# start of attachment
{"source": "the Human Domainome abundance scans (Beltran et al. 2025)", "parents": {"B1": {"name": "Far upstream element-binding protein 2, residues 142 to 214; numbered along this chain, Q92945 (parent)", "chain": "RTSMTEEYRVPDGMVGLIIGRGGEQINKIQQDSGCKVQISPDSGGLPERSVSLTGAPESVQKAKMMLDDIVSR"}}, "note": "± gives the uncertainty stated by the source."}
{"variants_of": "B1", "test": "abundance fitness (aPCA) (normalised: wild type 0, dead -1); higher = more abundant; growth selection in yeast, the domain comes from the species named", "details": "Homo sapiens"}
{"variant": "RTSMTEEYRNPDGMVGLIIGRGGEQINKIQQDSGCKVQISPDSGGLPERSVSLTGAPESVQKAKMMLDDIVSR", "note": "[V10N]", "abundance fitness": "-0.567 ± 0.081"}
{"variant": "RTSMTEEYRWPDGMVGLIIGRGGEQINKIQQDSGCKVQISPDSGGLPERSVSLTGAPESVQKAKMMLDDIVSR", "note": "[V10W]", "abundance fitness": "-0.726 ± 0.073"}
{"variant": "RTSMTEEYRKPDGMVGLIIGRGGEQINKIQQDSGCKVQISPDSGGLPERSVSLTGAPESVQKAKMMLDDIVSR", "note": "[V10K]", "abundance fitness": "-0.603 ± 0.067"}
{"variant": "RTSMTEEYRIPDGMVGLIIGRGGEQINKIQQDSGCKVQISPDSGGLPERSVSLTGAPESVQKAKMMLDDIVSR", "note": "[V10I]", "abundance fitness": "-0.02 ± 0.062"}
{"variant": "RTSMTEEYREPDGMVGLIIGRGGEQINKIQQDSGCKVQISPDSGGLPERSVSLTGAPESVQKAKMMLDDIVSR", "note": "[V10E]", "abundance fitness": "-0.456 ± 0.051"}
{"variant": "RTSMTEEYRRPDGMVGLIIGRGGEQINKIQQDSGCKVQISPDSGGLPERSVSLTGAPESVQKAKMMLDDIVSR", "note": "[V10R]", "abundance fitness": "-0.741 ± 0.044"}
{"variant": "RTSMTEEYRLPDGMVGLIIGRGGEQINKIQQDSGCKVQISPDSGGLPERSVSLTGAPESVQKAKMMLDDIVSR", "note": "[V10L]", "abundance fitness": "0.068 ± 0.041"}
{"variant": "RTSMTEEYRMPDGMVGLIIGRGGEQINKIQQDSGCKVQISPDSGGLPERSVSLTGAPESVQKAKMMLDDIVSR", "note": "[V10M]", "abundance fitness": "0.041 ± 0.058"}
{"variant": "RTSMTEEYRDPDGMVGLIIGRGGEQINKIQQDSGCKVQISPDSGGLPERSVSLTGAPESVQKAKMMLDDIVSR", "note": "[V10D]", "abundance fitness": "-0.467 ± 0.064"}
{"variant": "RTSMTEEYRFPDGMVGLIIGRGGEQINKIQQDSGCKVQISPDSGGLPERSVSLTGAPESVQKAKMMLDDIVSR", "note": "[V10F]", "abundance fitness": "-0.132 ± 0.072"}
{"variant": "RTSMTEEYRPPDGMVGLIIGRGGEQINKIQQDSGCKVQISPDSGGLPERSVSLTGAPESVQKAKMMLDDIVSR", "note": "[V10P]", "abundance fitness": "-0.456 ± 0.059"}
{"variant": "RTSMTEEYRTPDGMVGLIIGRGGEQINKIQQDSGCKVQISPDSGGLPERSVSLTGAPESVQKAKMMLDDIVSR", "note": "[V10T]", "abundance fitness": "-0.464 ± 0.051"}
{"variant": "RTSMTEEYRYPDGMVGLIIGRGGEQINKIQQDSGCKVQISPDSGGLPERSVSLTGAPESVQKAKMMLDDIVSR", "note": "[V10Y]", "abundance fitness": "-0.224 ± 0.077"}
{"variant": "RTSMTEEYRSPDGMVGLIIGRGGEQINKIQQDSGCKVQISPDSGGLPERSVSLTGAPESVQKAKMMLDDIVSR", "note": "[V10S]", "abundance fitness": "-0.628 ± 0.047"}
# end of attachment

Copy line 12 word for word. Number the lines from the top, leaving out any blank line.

{"variant": "RTSMTEEYRFPDGMVGLIIGRGGEQINKIQQDSGCKVQISPDSGGLPERSVSLTGAPESVQKAKMMLDDIVSR", "note": "[V10F]", "abundance fitness": "-0.132 ± 0.072"}